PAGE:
Six townships, several individuals, and an environmental group joined Robinson Township in challenging the Act, and the Commonwealth Court issued their decision declaring the sections described above unconstitutional. The Court’s rationale for overturning the uniform zoning provision was that zoning is a police power of local districts and allowing nonconforming use in zoning districts violates substantive due process. In addition, the provision allowing Pennsylvania’s DEP to grant waivers for setback requirements from water and wetlands was declared null because the law offered insufficient guidance to the DEP regarding waiver standards.

Local zoning and setback issues affect the cost, timing, and even feasibility of natural gas production, so the day after the Court’s decision, Pennsylvania Governor Tom Corbett announced an appeal directly to the Pennsylvania Supreme Court. The dissenting opinion, which according to Reed Smith’s Alert  on the ruling could offer suggestions for the appeal, argued that “incompatible uses” can be allowed in a comprehensive zoning framework, and attacked the majority’s attempt to call on substantive due process protections. It noted that most substantive due process cases regarding zoning challenge the ordinances as too restrictive, while the petitioners in this case do the opposite, which is inconsistent with constitutional zoning precedent. Furthermore, the shortcoming the Court sees in DEP guidance regarding setback waivers appears to be something the legislature could rectify easily, according to a Buchanan, Ingersoll & Rooney memo. Finally, the natural gas industry – barred from intervening in the case at the lower level – will be able to participate in the Supreme Court appeal process by filing amicus briefs.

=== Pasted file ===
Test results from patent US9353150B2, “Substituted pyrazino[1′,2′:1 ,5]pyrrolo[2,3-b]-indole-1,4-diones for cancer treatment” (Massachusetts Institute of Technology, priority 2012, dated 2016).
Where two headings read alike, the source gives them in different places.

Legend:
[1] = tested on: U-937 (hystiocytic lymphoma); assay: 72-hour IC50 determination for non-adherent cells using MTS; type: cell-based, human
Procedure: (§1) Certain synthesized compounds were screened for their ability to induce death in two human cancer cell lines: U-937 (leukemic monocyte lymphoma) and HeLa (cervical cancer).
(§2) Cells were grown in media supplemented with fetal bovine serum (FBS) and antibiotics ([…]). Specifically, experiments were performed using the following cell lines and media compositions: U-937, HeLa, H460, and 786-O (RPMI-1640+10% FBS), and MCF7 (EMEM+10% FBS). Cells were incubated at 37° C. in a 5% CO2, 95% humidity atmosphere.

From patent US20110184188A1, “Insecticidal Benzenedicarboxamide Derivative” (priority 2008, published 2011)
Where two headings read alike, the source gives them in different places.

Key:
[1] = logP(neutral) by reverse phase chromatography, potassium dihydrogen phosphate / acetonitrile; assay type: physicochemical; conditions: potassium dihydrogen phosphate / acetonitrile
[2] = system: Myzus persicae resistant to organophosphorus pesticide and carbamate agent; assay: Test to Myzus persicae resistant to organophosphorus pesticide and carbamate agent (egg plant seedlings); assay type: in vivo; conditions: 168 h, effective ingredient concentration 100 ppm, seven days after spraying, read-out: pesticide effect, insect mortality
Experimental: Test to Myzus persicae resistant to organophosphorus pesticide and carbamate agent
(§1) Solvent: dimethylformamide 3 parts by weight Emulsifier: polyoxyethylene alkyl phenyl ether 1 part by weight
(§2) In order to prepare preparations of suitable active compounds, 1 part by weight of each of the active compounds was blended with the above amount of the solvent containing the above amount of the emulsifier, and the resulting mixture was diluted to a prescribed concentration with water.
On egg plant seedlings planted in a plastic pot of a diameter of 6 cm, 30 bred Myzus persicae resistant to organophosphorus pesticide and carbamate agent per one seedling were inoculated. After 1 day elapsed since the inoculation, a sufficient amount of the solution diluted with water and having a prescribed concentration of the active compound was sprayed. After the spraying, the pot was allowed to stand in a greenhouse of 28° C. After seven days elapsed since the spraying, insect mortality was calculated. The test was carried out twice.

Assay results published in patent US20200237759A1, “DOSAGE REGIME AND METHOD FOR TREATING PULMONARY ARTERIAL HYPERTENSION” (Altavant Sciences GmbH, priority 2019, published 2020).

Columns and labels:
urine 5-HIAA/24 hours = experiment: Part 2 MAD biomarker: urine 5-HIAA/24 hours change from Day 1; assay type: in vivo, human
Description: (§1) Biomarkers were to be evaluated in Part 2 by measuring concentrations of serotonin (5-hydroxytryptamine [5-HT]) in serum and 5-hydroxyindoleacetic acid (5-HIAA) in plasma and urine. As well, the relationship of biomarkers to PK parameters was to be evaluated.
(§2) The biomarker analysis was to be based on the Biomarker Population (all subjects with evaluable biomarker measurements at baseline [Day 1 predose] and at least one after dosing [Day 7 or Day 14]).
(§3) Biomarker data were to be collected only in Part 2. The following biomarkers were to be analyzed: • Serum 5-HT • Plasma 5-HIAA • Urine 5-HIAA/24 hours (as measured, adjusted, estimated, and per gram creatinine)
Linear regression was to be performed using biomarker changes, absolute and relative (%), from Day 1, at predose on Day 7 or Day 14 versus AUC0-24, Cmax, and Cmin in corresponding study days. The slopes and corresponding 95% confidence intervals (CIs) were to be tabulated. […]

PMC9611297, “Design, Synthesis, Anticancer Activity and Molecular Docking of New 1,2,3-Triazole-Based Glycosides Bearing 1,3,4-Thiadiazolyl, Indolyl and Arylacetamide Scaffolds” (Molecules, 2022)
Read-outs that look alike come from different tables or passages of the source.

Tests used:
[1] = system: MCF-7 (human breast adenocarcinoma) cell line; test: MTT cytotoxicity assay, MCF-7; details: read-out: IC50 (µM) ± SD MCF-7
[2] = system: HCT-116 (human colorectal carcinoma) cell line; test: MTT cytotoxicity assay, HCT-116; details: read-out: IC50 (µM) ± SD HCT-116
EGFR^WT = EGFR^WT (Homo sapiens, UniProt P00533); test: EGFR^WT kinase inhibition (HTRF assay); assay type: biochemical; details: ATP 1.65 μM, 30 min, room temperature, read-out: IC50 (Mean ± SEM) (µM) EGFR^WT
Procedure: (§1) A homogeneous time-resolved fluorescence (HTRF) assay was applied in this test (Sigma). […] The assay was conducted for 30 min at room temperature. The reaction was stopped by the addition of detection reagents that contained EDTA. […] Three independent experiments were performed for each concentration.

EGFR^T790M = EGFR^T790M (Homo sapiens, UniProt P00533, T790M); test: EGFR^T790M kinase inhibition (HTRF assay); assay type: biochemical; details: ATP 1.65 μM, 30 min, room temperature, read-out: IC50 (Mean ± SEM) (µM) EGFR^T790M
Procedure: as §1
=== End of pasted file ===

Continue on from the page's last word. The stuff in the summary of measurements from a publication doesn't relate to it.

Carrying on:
USGS Links Fracking to Earthquakes

A hydraulic fracturing drilling rig. Image by Cliff Weathers. Some rights reserved.

The American Midwest has seen something of an earthquake boom in recent years, and speculation that the earthquakes are related to shale gas drilling has run rampant. In 2001, the frequency of earthquakes from Montana to Alabama began to rise, the number of quakes of magnitude 3.0 or greater reaching 87 in 2009. The 134 quakes of that magnitude recorded in 2011 represent a sixfold increase over 20th century levels.

As shale gas production has grown at a rate of 50 percent per year over the past 5 years, official concern has been growing. Back in November, we wrote about a report from the Secretary of Energy laying out recommendations to improve the safety and reduce the environmental impact of shale gas development, including a section on eliminating the use of diesel in fluids used for hydraulic fracturing.